New research conducted by the Citizenship Foundation on behalf of CfBT Education Trust suggests that “nearly all teachers and schools welcome community cohesion and agree personally and professionally with its underpinning values, although they interpret the duty very differently, according to their school context and present practice.”
The Department for Education is emphasising the need for reduced prescription on schools and teachers, and the duty to promote community cohesion is amongst many duties that will no longer be inspected by Ofsted. Nevertheless, this research suggests that many teachers will continue to want to promote community cohesion in the classroom and in the school community.
Alongside this, research conducted by YouGov on behalf of Think Global earlier this year highlights that “three-quarters of parents think it is important for young people to develop the capabilities that they will need to live and work in a globalised world, including: openness to the cultures and perspectives of people from different places and backgrounds (79% say this is important).”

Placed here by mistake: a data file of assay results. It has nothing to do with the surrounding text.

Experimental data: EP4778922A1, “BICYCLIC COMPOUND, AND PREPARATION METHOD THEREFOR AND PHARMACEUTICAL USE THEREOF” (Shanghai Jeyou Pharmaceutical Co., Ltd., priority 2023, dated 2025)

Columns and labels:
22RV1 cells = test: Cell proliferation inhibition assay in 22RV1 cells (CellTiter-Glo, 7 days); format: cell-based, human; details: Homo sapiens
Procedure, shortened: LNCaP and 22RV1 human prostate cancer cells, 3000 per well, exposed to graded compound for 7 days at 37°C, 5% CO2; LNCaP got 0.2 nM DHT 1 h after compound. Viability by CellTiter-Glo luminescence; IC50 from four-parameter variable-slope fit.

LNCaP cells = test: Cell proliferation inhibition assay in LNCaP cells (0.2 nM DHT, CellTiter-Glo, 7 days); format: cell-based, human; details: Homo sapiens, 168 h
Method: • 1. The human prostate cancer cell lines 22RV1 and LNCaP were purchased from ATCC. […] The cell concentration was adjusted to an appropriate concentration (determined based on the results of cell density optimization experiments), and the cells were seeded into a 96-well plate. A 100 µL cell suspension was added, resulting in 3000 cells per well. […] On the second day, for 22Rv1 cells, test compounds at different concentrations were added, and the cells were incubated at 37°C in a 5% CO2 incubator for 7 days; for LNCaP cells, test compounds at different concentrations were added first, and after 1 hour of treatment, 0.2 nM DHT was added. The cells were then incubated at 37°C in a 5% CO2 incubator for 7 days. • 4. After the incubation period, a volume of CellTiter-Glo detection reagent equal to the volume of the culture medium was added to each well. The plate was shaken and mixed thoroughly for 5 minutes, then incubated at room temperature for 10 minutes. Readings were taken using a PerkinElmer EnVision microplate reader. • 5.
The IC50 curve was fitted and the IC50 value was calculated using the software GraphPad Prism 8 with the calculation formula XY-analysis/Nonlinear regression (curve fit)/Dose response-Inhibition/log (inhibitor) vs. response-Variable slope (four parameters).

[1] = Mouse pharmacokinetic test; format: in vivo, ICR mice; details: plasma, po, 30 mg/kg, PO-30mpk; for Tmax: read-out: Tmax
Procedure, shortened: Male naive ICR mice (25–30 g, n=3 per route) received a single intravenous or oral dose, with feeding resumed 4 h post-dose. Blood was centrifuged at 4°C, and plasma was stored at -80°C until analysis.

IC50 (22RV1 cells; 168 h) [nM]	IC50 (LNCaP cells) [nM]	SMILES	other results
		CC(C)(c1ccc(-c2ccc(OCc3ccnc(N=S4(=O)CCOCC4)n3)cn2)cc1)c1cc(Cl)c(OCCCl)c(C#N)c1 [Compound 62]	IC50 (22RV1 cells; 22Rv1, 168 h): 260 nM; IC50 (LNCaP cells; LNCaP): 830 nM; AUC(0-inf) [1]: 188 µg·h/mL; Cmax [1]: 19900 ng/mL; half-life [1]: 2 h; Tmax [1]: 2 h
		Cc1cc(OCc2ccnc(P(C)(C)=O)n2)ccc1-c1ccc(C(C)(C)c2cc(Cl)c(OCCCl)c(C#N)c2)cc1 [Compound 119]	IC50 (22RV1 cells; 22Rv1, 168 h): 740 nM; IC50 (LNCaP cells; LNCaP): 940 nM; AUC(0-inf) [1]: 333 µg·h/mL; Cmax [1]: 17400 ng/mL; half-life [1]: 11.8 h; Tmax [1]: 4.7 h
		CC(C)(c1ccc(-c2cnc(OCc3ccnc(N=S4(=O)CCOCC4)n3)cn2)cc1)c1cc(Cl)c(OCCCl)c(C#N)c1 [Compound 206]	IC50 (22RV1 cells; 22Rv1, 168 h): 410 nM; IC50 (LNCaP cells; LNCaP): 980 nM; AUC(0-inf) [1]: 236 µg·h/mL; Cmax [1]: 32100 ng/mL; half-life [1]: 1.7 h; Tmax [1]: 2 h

These pieces of research reiterate the conclusions of a House of Lords roundtable hosted by Baroness Walmsley on this subject last year. At the round table, participants emphasised that preparing young people to become active local and global citizens will remain a priority for schools, and suggested several ways in which schools can continue to foster community cohesion locally and globally.